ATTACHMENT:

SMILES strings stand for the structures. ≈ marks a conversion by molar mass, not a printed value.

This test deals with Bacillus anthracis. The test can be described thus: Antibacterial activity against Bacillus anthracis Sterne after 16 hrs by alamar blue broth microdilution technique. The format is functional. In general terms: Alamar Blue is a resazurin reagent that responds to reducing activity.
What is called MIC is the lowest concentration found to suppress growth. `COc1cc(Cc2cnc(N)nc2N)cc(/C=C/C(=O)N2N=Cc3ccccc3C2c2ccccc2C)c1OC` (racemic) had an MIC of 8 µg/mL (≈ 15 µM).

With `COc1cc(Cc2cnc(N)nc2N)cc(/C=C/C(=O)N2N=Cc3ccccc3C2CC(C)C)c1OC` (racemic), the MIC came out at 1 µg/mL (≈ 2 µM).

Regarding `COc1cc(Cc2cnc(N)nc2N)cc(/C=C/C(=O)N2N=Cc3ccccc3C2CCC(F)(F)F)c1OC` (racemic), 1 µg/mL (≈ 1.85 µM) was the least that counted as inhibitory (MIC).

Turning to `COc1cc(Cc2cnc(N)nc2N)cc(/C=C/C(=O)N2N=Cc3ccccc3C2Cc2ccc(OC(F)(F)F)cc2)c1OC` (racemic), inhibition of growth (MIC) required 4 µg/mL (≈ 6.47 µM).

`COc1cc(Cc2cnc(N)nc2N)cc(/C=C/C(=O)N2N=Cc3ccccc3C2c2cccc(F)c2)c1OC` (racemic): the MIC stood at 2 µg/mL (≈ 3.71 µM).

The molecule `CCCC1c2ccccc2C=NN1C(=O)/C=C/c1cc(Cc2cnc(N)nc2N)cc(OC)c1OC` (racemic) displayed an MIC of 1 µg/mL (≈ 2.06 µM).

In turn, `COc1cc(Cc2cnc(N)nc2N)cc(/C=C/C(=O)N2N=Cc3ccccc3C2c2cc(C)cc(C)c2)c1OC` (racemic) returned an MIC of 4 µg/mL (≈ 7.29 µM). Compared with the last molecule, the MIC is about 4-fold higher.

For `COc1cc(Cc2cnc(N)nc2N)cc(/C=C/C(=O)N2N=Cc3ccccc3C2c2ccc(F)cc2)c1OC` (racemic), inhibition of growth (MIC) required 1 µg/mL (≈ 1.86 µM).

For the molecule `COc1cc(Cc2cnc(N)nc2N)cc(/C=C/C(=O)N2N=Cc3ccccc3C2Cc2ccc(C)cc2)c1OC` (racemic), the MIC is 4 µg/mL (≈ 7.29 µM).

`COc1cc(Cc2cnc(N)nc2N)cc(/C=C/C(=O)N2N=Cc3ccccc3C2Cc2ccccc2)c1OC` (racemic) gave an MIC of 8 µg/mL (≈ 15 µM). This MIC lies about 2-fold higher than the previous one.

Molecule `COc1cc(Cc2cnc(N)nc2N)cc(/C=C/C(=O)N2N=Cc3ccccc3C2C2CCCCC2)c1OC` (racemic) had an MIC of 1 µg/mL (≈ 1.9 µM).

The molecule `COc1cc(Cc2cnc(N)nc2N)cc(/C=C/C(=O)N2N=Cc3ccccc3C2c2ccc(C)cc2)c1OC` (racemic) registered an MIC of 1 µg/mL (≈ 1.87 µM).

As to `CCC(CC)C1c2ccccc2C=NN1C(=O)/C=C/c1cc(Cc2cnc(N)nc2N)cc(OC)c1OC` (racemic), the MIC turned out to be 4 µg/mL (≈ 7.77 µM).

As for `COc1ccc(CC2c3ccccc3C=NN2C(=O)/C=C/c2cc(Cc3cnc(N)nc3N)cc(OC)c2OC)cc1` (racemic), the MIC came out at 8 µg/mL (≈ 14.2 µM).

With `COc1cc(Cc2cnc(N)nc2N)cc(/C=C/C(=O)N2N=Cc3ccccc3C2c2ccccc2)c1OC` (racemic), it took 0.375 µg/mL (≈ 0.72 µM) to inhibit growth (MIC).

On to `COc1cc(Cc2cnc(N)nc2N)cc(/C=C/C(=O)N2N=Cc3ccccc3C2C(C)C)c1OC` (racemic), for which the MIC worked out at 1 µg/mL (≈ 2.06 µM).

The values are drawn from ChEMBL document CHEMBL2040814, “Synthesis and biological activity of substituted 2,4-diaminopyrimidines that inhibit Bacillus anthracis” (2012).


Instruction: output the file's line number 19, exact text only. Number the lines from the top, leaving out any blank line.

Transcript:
The values are drawn from ChEMBL document CHEMBL2040814, “Synthesis and biological activity of substituted 2,4-diaminopyrimidines that inhibit Bacillus anthracis” (2012).